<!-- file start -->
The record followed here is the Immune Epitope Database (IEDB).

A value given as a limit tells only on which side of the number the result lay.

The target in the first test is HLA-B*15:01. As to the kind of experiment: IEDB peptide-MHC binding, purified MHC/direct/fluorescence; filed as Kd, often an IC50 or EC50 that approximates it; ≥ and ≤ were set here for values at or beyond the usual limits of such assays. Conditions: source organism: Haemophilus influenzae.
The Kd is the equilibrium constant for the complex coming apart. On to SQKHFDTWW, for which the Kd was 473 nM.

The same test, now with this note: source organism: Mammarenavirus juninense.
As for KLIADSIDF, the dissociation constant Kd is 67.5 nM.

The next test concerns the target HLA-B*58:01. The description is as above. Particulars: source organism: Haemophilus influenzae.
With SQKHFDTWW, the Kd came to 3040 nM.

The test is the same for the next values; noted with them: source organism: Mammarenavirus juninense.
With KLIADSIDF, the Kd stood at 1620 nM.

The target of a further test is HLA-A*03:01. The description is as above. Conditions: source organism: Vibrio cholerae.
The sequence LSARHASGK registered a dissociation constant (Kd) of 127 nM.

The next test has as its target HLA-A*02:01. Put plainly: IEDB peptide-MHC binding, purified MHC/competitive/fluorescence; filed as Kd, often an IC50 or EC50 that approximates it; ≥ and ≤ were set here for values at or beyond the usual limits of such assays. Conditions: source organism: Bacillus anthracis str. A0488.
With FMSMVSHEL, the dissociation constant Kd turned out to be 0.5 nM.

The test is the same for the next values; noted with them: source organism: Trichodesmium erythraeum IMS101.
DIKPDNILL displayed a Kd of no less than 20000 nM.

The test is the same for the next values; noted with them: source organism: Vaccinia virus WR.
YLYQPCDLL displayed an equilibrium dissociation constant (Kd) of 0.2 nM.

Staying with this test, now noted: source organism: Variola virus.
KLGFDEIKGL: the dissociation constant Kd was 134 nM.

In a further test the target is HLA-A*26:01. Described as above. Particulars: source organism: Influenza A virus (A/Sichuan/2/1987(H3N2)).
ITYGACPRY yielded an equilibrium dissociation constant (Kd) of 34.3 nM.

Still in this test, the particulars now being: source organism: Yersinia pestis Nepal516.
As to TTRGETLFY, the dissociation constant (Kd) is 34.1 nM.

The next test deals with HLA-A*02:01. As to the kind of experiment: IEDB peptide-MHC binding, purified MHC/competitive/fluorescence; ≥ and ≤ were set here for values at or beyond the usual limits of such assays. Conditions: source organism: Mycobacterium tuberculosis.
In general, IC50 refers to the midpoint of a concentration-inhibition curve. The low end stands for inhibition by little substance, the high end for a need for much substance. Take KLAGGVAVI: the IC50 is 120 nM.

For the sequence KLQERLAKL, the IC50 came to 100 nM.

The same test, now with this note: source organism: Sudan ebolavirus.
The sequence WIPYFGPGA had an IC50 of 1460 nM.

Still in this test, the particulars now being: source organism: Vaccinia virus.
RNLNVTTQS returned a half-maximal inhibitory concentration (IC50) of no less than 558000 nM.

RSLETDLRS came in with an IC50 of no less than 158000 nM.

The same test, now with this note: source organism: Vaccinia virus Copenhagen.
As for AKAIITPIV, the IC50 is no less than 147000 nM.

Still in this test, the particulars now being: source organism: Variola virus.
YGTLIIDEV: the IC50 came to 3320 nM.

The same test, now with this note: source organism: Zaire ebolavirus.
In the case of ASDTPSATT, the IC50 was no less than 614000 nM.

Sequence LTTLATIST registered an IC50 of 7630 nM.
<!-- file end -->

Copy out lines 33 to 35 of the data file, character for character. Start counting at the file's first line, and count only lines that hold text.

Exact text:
The same test, now with this note: source organism: Vaccinia virus Copenhagen.
As for AKAIITPIV, the IC50 is no less than 147000 nM.

Still in this test, the particulars now being: source organism: Variola virus.